Death is the permanent end of all life functions in a lifeform (or part of a lifeform in the case of tissue damage). It can also mean the absence of life or state of being dead. Many cultures address this process as it applies to sentient beings in spiritual terms, including the holding of wakes, memorials, and funerals following the death of an individual.
In 2365, Nagilum, in the guise of Data, asked Captain Jean-Luc Picard what death is. According to Picard there are two contemporary philosophies. One is the belief that death is the transformation into an indestructible and unchanging form. According to this belief the purpose of the entire universe is to then maintain that form in an afterlife in an Eden-like place. The other, contrary belief, is that death is simply blinking into nothingness. Picard himself believed that the existence of lifeforms is part of a reality beyond what is currently understood as reality and therefore both philosophies are insufficient. (TNG: "Where Silence Has Lease")
Death is sometimes perceived as an event that is common to all living things. In 2366, Captain Jean-Luc Picard used death and his own mortality as a way to show Nuria and her people that he was no different than they were, and certainly not a god they named "the Picard". (TNG: "Who Watches The Watchers")
According to Apollo, the race of the Greek gods was immortal, but also for them there was a point of no return. As their species could alter their form, it was possible for them to spread so thin that they would disappear from existence. Apollo poetically described this event as returning to the cosmos on the wings of the wind. Apollo was the last of the gods to die in 2267. (TOS: "Who Mourns for Adonais?")
Sargon considered himself dead although his mind was stored and active in energy-form inside a receptacle. He described the final destruction of his consciousness as departing to oblivion. (TOS: "Return to Tomorrow")
The Borg Collective considered death to be an irrelevant concept in their philosophy. (TNG: "The Best of Both Worlds") When a drone was damaged beyond repair, it was simply discarded. All of the drones experiences and memories lived on inside the collective consciousness. This was considered immortality by the Borg. (VOY: "Mortal Coil")
Death may also be seen as a personification, attributed to a single entity, figure, or symbol. In this form, Death is known by many names, one of the more common being the "Grim Reaper". In 2370, the USS Enterprise-D encountered an alien probe that began to transform the Enterprise into an alien city, complete with hieroglyphic symbols, one of which was the symbol for Death (TNG: "Masks"). In 2267, Lazarus equated his parallel universe counterpart as "Death" and "Anti-Life" (TOS: "The Alternative Factor").
In 2369, while explaining the nature of linear time to the Prophets, Commander Benjamin Sisko also explained the concept of death, stating that Jennifer Sisko was a most important part of his existence, but that he had "lost her some time ago." The Prophets, however, showed him that he spent much time in his mind dwelling on Jennifer's death, reliving his tragic experience on the USS Saratoga, that he "existed" there, something that was most certainly not linear. (DS9: "Emissary")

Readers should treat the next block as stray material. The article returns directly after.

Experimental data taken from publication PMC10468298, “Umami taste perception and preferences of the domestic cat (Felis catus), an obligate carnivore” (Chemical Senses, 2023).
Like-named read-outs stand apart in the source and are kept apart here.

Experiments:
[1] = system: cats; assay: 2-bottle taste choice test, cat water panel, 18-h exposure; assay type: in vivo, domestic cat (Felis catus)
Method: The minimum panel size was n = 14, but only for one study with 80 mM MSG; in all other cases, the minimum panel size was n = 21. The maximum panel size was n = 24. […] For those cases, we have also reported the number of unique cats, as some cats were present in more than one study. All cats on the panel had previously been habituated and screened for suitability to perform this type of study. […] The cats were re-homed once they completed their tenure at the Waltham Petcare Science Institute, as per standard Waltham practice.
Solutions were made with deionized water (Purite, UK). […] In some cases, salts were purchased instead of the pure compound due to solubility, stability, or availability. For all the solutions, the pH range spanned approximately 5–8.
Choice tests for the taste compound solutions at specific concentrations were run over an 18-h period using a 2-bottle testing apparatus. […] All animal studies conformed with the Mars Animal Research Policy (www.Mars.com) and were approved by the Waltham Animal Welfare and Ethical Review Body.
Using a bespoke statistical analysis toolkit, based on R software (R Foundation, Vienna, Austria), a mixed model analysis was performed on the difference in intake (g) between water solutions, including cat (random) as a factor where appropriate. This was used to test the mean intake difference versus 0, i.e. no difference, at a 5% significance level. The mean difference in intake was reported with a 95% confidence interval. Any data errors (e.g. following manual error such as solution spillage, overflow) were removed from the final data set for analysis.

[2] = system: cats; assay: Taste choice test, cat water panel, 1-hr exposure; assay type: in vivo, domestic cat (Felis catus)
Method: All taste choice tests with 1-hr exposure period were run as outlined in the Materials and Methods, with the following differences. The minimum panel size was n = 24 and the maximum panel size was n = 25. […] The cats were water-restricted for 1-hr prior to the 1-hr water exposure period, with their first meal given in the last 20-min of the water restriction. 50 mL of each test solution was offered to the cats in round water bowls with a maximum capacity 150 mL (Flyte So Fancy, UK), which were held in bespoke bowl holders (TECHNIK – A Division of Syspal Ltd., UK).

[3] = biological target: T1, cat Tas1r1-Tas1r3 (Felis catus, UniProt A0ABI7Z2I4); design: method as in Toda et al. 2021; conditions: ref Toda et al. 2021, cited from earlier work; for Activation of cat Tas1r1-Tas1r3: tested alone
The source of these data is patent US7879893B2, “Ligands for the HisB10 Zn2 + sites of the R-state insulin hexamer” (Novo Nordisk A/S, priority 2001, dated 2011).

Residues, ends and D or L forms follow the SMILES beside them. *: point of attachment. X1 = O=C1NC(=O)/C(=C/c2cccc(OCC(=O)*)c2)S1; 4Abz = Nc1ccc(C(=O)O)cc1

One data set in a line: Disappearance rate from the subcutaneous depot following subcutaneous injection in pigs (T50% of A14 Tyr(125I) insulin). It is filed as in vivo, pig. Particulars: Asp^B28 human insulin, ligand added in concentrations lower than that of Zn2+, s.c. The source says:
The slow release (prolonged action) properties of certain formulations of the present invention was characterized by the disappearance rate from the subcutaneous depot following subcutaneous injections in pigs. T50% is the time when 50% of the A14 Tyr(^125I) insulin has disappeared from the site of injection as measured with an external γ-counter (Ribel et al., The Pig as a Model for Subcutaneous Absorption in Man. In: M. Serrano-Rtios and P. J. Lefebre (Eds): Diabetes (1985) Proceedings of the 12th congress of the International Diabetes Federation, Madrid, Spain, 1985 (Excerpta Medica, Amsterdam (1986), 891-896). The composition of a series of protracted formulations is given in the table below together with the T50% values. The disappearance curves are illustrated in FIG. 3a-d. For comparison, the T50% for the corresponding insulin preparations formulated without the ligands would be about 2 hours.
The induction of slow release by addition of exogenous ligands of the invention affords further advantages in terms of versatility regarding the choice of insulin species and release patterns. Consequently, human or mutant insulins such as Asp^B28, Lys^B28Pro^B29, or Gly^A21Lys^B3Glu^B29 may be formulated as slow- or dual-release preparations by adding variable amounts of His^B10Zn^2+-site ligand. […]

For most lifeforms, death is a permanent state. However, sometimes resuscitation is possible:
- In 2259 of the alternate reality, Leonard McCoy used Khan Noonien Singh's blood to revive a dead tribble, and then James T. Kirk, who had been poisoned reactivating the USS Enterprise's warp core. (Star Trek Into Darkness)
- In 2267, Montgomery Scott was killed by the Nomad probe. Nomad subsequently "repaired the unit Scott". (TOS: "The Changeling")
- In the same year, Leonard McCoy was killed by a knight's lance, in an environment that created reality from people's thoughts. McCoy's resurrection was brought about by the power which created the knight in the first place, after Kirk realized what was occurring. (TOS: "Shore Leave")
- In 2285, Spock experienced death, but with his katra having been placed into Leonard McCoy and his body regenerated on the Genesis Planet, he was able to live again. (Star Trek III: The Search for Spock)
- Tasha Yar killed Yareena with a poisoned, spiked weapon. Dr. Crusher revived her. The details of how this was achieved weren't described. (TNG: "Code of Honor")
- The Kobali were capable of reanimating dead lifeforms in order to procreate their species, however the reanimated corpse would have a limited memory of his or her prior life. (VOY: "Ashes to Ashes")
- Species 149 were medically advanced and had the ability to reanimate the dead. They were assimilated by the Borg, allowing the Borg to reanimate a drone as much as 73 hours after death. Neelix was also brought back from being dead using this technique after Seven of Nine proposed it as a medical treatment, but as his death did not match his culture's beliefs regarding an afterlife, he was profoundly disturbed by the experience. (VOY: "Mortal Coil")
- Data noted that his off-switch provided for an experience comparable to death, albeit one that permitted a simple resurrection. (TNG: "The Schizoid Man")
- In 2369, upon his death, Kobliad criminal Rao Vantika transferred his consciousness to Doctor Julian Bashir and continued living in Bashir. (DS9: "The Passenger")
Quotes on Death
"He's dead, Jim."
- - Leonard McCoy (various)
"How we deal with death is at least as important as how we deal with life..."
"Today is a good day to die."
"...this was the day that I lost Jennifer. I don't want to be here."
"Then why do you exist here?"
- - Benjamin Sisko and a Prophet in Jennifer's form, on a replication of the USS Saratoga (DS9: "Emissary")
- After death
- Causes of death
- Casualty reports
- Casualty lists